For long stretches of Tuesday night’s game, the Hoosiers – ranked #2 in this week’s RTC Top 25 – played a completely flawless brand of unselfish basketball. Crisp passes flew around the Assembly Hall floor at seemingly light speed, leaving the Carolina defense with no chance to rotate quick enough to challenge IU’s knockdown outside shooters or strong post finishers. Strong outlet passes from forwards reached lead guards Yogi Ferrell and Jordan Hulls before UNC could catch up, and the Hoosiers converted time and time again in transition. Indiana totaled 21 assists on 33 made field goals through its balanced attack. The game film of this 24-point blowout ought to become its own best-selling clinic video in ball movement, as IU converted at 1.12 points per possession against the #14-ranked team in the country. Tonight’s IU assist total (21) outpaced that of the leading team in that category nationally (Maryland, 19.3 per game), and the performance boosted IU up to the top offensive efficiency rating (125.5) in the nation.

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Big Ten Team Previews: Indiana Hoosiers

Posted by jnowak on November 5th, 2012

Throughout the preseason, the Big Ten microsite will be rolling out the featured breakdowns of each of the 12 league schools. Today’s release is the Indiana Hoosiers.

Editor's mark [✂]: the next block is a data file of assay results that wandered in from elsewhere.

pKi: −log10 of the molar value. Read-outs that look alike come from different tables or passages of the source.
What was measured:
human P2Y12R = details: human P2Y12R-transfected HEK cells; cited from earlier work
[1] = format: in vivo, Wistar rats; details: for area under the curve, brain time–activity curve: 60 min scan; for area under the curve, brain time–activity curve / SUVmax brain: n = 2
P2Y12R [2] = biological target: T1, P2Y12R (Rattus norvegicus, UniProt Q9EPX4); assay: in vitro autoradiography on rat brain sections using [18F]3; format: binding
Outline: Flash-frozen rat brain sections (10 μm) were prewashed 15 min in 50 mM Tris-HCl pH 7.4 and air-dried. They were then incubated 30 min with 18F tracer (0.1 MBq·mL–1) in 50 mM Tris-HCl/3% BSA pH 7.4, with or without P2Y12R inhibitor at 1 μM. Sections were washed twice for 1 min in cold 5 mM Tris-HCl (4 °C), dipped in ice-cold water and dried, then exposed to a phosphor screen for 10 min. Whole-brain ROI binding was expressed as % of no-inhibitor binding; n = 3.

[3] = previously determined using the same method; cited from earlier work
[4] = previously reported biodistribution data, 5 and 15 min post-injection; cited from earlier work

Where We Left Off: The Hoosiers had what many figured would be this year, last year. (That confusing enough for ya?) Meaning, Indiana overreached moderate expectations for a young squad that was expected to round into a Top-10 squad this season with a more mature Cody Zeller and a highly-touted recruiting class to be mixed in with a couple veterans. But when Zeller and Tom Crean revived Assembly Hall with thrilling home victories against then-No. 1 Kentucky and then-No. 2 Ohio State (not to mention a victory against Crean’s mentor, Tom Izzo, and No. 5 Michigan State), the basketball world realized that Indiana is finally back. And they are here to stay. The Hoosiers are the consensus No. 1 team in the country, with Zeller a near unanimous preseason All-America selection and a favorite for college basketball’s player of the year. Then, couple seniors Jordan Hulls and Christian Watford with’s fifth-ranked incoming freshman class, and this team is loaded from top to bottom. The Hoosiers ended last season with a Sweet Sixteen loss to eventual champion Kentucky, but Indiana has its sights set on much more this year.